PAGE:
Tuesday, February 19, 2019
- Buoy 233 (Pearl Harbor Entrance)/ Buoy 239 (Lanai): At Barbers Point (238) seas were 3.6 ft @ 12.5 secs with swell 2.0 ft @ 12.9 secs from 290 degrees.
- Buoy 106 (Waimea): Seas were 6.5 ft @ 11.1 secs with swell 4.4 ft @ 11.7 secs from 248 degrees.
- Buoy 46025 (Catalina RDG): Seas were 3.4 ft @ 10.8 secs with swell 1.8 ft @ 10.0 secs from 253 degrees. Wind at the buoy was southeast at 4-8 kts. Water temperature 57.2 degs. At Ventura (Buoy 111) swell was 1.4 ft @ 10.2 secs from 275 degrees. At Santa Monica (028) swell was 1.3 ft @ 16.9 secs from 262 degrees. At Oceanside (045) swell was 2.2 ft @ 8.6 secs from 275 degrees. Southward at Pt Loma (191) swell was 2.9 ft @ 9.3 secs from 280 degrees.
- Buoy 46012 (Half Moon Bay)/029 (Pt Reyes): Seas were 10.1 ft @ 7.7 secs with swell 7.6 ft @ 8.7 secs from 325 degrees. Wind at the buoy (013) was north at 6-8 kts. Water temp 55.6 degs (042).
See Hi-Res Buoy Dashboards (bottom of the page)
Swell Classification Guidelines
Significant: Winter - Swell 8 ft @ 14 secs or greater (11+ ft faces) for 8+ hours (greater than double overhead).
Summer - Head high or better.
Advanced: Winter - Swell and period combination capable of generating faces 1.5 times overhead to double overhead (7-10 ft)
Summer - Chest to head high.
Intermediate/Utility Class: Winter - Swell and period combination generating faces at head high to 1.5 times overhead (4-7 ft).
Summer - Waist to chest high.
Impulse/Windswell: Winter - Swell and period combination generating faces up to head high (1-4 ft) or anything with a period less than 11 secs.
Summer - up to waist high swell. Also called 'Background' swell.
Surf Heights for Hawaii should be consider 'Hawaiian Scale' if period exceeds 14 secs.
On Tuesday (2/19) in North and Central CA local windswell was producing waves in the head high range and fairly clean and somewhat rideable for a change. Protected breaks were waist to chest high with head high peaks down the beach and a bit warbled but rideable. At Santa Cruz surf was shoulder high and clean and lined up but a bit soft. In Southern California/Ventura surf was thigh high and clean and barely rideable. In North Orange Co surf was waist high at top breaks coming from the north and clean. South Orange Country's best summertime breaks were 1 ft and textured and not rideable. North San Diego surf was thigh to waist high and clean and weak and inconsistent. Hawaii's North Shore was getting westerly windswell mixed with fading Kuril Island swell producing waves at 1-2 ft overhead and reasonably clean and lined up. The South Shore was thigh high and clean and weak. The East Shore was getting northeasterly windswell with waves 1 ft overhead and textured from light east wind.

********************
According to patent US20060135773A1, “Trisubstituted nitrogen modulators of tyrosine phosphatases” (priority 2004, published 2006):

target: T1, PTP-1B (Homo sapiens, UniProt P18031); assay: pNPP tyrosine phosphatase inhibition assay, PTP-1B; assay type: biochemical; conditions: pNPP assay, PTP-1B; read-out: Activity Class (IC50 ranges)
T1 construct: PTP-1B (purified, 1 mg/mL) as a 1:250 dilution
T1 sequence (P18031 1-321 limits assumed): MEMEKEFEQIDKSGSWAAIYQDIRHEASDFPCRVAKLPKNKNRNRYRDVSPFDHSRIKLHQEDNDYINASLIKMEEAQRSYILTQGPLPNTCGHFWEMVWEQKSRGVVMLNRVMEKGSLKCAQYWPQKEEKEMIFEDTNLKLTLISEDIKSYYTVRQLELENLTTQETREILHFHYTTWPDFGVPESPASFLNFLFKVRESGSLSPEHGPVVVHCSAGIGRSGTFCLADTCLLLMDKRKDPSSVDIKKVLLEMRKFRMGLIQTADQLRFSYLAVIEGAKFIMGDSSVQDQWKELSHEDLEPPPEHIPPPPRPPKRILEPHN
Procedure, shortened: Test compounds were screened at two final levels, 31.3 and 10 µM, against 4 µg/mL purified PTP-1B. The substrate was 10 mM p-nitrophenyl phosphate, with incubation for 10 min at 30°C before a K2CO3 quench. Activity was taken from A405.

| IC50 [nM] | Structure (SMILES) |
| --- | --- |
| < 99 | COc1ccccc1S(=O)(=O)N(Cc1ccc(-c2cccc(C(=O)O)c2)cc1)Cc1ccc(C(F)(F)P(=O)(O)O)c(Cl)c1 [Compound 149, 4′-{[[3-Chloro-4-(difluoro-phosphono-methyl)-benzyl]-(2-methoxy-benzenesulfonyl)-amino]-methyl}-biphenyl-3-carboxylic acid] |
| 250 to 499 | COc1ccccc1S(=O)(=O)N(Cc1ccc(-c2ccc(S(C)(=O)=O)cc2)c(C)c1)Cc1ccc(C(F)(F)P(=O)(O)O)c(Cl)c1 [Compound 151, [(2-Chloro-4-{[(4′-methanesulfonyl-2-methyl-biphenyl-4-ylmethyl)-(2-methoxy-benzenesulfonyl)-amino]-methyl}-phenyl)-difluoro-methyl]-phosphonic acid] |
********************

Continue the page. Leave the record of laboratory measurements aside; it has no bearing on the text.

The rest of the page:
See QuikCASTs for the 5 day surf overview or read below for the detailed view.
On Tuesday (2/16) windswell was hitting Hawaii in associated with a local low that was previously just north of the Islands in combination with residual swell from a gale previously off the Kuril ISlands. Windswell was fading in California originating from low pressure previous off the North Coast and more recently local north winds. A weak system tracked northeast into the Eastern Aleutians Sun-Mon (2/18) producing 32 ft seas possibly resulting in small swell for CA mid-week. Of more interest is a gale forecast tracking off Japan to the dateline and into the Western Gulf Sun-Tues (2/26) possibly producing 51 ft seas aimed east. So there's actually hope. The Active Phase of the MJO is strong in the West Pacific and is forecast to push east into the East Pacific over the next 3 weeks feeding the storm track.